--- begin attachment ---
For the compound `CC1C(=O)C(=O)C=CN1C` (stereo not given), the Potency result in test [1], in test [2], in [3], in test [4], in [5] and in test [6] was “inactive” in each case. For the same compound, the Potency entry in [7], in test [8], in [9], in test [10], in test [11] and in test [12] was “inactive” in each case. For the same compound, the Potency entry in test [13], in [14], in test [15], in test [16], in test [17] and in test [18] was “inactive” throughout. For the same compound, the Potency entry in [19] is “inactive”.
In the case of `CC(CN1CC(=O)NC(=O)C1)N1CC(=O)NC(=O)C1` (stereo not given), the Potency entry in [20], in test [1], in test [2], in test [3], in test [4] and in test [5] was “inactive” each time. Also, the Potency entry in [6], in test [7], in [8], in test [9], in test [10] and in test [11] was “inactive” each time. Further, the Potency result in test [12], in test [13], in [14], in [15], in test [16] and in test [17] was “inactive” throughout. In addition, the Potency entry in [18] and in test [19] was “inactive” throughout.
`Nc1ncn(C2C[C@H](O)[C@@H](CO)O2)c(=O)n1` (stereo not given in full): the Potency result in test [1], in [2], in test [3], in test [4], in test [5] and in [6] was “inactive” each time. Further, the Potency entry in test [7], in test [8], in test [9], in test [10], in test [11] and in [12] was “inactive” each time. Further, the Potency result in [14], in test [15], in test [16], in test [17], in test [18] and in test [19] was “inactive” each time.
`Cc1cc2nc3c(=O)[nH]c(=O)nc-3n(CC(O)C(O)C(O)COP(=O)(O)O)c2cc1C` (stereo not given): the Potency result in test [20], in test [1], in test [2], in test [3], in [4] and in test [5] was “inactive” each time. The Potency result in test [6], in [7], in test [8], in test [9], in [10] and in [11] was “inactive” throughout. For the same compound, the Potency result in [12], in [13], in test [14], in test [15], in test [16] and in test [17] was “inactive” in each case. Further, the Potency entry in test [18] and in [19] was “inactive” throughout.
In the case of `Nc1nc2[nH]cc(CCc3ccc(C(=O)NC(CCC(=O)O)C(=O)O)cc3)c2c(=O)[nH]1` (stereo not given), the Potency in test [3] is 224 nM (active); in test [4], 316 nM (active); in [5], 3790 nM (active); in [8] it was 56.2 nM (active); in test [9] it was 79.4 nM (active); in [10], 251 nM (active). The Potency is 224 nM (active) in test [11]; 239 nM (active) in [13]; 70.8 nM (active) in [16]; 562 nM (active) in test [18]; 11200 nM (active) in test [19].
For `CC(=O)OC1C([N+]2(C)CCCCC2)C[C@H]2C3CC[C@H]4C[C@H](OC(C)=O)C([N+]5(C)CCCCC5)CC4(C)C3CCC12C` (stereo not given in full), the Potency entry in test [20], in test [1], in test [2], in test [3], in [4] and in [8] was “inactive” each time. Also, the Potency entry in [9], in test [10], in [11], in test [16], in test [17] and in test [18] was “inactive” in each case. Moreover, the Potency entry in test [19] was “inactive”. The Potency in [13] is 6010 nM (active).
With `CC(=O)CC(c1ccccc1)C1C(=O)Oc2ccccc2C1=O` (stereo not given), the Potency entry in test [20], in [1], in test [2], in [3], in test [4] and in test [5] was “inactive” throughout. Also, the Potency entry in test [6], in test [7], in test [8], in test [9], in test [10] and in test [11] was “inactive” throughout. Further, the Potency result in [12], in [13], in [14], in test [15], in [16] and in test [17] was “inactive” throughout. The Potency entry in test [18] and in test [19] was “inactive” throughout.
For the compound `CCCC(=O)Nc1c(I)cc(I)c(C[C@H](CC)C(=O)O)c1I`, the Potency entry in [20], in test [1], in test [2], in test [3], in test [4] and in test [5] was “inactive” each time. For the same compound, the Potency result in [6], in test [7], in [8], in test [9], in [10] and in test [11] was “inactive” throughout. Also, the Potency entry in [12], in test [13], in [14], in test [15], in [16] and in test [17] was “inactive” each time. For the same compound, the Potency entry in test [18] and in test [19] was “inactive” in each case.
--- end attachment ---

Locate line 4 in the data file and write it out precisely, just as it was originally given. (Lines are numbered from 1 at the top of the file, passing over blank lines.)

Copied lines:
`Cc1cc2nc3c(=O)[nH]c(=O)nc-3n(CC(O)C(O)C(O)COP(=O)(O)O)c2cc1C` (stereo not given): the Potency result in test [20], in test [1], in test [2], in test [3], in [4] and in test [5] was “inactive” each time. The Potency result in test [6], in [7], in test [8], in test [9], in [10] and in [11] was “inactive” throughout. For the same compound, the Potency result in [12], in [13], in test [14], in test [15], in test [16] and in test [17] was “inactive” in each case. Further, the Potency entry in test [18] and in [19] was “inactive” throughout.